The Meantime of Singleness

Joelle Kabamba

by Joelle Kabamba

Sophia is the Greek word for Wisdom, and Propel Sophia seeks out the voices of truly wise women and asks them to share worked examples of how they express faith in daily life. Pull up a chair at Sophia’s table, won’t you? There’s plenty of space.



Recently when preparing a message to speak at a single’s conference, I kept reliving a long phone conversation from the previous night that I had with my forever friend Stav. Even though it had been 25 years since her divorce, Stav still seemed to find herself “stuck” in the past, clinging to feelings that have long since reached an expiration date.

You have probably heard the term ‘in the meantime’. We say things such as, ‘I’d like to go to the shops, but they’re not open yet. I’ll wash the car in the meantime.’ Singles who long to be married sometimes refer to the period of aloneness before finding the right man as “in the meantime”. My friend Stav was stuck “in the meantime”, too. Two problems can occur during this “meantime” phase; the first is that we may place such an emphasis on marriage that it becomes the holy grail to the point that we stop living to the fullest. The second is that “in the meantime” can become a mean-time, emphasis on the word mean, with our attitude becoming bitter while we wait.

Live While You Wait

The Bible tells us the story of one faithful woman who lived well “in the meantime”. Anna was an 84-year-old prophetess, whose husband had died after only seven years of marriage. Understandably, her husband’s passing must have been devastating but instead of launching into bitterness, Anna devoted herself to worshipping the Lord in the temple; day and night. (Luke 2v36-38). Here are three powerful lessons we can learn from Anna’s example.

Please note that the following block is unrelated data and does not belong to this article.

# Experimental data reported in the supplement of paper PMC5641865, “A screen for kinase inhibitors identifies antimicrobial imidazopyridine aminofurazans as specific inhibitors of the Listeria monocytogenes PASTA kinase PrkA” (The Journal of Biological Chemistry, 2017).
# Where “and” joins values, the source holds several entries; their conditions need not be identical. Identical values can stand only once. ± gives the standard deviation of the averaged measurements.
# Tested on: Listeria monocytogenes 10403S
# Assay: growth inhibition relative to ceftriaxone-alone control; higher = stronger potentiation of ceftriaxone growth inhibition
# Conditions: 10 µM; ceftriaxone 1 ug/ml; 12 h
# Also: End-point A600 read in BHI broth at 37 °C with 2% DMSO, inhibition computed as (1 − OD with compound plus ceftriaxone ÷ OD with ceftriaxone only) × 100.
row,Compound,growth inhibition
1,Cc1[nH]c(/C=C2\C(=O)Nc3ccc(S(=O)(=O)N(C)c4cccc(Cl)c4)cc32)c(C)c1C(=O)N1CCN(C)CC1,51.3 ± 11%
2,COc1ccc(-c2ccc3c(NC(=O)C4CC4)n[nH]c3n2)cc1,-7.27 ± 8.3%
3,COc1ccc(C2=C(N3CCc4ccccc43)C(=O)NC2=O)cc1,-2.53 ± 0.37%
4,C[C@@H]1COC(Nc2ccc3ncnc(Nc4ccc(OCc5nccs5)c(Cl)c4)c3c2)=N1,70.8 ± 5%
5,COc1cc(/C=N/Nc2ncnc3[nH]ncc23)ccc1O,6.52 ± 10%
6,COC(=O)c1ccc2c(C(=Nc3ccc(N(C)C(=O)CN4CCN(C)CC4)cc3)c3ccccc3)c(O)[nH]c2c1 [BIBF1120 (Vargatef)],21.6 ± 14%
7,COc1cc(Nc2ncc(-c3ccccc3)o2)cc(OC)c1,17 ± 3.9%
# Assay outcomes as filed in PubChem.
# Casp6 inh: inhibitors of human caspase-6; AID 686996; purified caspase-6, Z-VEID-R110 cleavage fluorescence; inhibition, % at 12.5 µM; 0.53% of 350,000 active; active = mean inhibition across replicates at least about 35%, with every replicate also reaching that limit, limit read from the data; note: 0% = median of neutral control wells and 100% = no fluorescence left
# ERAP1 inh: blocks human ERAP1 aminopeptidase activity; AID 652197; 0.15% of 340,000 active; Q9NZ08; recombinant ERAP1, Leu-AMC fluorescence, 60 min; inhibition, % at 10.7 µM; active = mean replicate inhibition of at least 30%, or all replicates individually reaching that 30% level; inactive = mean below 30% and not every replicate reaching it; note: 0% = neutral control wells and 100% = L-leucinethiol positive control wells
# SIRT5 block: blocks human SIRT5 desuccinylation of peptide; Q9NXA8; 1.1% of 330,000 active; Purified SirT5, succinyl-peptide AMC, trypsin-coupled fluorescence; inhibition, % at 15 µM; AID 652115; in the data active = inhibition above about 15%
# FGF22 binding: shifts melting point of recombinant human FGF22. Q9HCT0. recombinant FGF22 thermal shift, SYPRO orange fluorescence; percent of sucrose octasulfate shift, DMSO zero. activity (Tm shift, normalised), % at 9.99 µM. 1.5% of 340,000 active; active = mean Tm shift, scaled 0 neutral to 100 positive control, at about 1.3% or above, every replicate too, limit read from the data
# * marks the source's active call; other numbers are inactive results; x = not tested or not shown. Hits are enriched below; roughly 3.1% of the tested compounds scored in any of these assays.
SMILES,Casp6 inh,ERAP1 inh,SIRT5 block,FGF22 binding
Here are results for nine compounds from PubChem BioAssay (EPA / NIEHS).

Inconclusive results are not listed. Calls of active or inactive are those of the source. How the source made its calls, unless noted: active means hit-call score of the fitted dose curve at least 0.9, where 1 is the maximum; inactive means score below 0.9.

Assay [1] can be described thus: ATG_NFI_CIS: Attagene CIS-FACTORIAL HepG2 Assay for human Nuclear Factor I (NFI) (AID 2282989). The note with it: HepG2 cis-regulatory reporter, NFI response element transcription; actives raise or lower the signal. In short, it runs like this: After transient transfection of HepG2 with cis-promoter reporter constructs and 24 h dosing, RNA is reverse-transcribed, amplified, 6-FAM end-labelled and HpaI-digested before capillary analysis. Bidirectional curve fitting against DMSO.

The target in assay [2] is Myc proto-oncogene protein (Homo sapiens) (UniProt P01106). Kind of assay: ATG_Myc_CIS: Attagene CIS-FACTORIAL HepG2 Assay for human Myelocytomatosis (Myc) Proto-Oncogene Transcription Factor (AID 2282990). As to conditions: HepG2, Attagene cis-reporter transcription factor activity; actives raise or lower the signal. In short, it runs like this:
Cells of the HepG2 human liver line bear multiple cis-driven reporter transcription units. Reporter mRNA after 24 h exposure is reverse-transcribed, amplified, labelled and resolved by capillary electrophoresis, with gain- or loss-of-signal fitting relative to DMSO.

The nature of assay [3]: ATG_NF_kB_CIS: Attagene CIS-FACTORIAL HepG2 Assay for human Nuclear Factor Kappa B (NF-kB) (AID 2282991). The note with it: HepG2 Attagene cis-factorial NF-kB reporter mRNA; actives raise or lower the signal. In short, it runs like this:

1. Discern the Season

Anna paid attention to something that many in her day were too preoccupied with other affairs to notice. Anna discerned the time by being spiritually aware of what God was doing. Unlike others, Anna recognised the season she was in and began praying for the coming of the Messiah. Prophetess Anna helped birth the arrival of the Messiah by her prayers. She leveraged her time in the things of God and in worship that magnified God’s sovereignty over her challenges. We are called to discern and redeem our days to do good and bring Kingdom goodness, and not give way to melancholy in our singleness.

2. Posture of worship

Like all of us who have walked through grief, Anna the prophetess certainly lamented the death of her husband and grieved the loss of a future together. As a widow, Anna had a choice to remarry; she knew pain and loss. I'd go as far to say if she had not lamented thoroughly, bitterness could have stolen her peace and lived in the past. Yet, Anna did not lose hope because in exchanging her pain for worship, she found strength and newfound perspective through the power of worship and prayer.

God honoured Anna and gave her the gift of meeting the Saviour of the world in his infancy. Imagine her smile; her delight, as she beheld his tiny fingers and toes. The miracle of new life, but not just any life, the birth of the Messiah himself. There was hope for God’s people.

3. Today matters

We can be present but out of touch with now-moments, either too consumed with our past or our future meanwhile completely miss the divine present moments happening before our very eyes. Anna sowed into the Kingdom now and today. She was present in the now and discerned the coming of the Messiah by playing her part in building God’s Kingdom leading a life undistracted by her past or surroundings.

Whatever stage of singleness you find yourself, the story of Anna can teach us to live well “in the meantime.” Stav is still living in her past pain and has been rehearsing it for over 25 years now. But we, like Anna, can learn to lament our pain in the presence of God and rise to live towards what God had for her now and into the future.




Joëlle Marie-André Kabamba is an author and Pastor, a passionate social justice advocate, humanitarian for refugees and Asylum Seeker. She is planting a new Church in her city. A deep desire to support singles birthed her latest book, The Unexpected Gift. You can connect with Joelle on Instagram @joelletheauthor.